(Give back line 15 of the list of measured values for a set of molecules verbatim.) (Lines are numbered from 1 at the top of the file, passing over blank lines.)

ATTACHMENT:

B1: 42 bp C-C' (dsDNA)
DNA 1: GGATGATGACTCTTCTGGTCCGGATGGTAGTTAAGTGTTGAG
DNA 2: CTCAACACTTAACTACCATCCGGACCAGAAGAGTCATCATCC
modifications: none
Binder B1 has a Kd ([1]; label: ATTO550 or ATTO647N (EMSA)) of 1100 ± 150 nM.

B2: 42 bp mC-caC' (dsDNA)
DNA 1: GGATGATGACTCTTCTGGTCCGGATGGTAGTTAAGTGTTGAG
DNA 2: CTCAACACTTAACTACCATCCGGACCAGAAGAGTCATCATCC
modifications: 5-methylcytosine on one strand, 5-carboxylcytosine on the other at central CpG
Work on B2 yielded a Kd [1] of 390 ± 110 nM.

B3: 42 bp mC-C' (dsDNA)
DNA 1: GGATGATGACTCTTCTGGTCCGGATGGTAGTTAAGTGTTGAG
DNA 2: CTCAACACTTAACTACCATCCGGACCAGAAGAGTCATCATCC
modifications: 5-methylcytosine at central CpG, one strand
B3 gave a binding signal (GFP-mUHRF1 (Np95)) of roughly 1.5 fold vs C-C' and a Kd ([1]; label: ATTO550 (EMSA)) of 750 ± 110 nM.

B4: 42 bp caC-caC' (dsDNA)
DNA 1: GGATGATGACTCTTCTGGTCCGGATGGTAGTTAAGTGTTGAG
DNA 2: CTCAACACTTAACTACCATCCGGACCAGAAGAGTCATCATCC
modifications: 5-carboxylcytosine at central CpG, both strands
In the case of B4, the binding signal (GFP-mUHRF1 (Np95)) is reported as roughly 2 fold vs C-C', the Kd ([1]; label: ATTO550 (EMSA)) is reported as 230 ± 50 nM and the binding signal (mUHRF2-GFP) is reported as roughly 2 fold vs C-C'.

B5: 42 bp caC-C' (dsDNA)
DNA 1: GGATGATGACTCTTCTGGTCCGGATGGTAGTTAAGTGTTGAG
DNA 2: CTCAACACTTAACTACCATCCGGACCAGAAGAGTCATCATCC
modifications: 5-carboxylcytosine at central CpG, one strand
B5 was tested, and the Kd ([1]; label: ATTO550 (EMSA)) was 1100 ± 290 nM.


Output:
B3 gave a binding signal (GFP-mUHRF1 (Np95)) of roughly 1.5 fold vs C-C' and a Kd ([1]; label: ATTO550 (EMSA)) of 750 ± 110 nM.